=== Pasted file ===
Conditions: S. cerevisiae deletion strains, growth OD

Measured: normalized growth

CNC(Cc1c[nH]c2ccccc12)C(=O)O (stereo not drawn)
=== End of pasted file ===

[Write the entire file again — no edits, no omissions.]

Conditions: S. cerevisiae deletion strains, growth OD

Measured: normalized growth

CNC(Cc1c[nH]c2ccccc12)C(=O)O (stereo not drawn)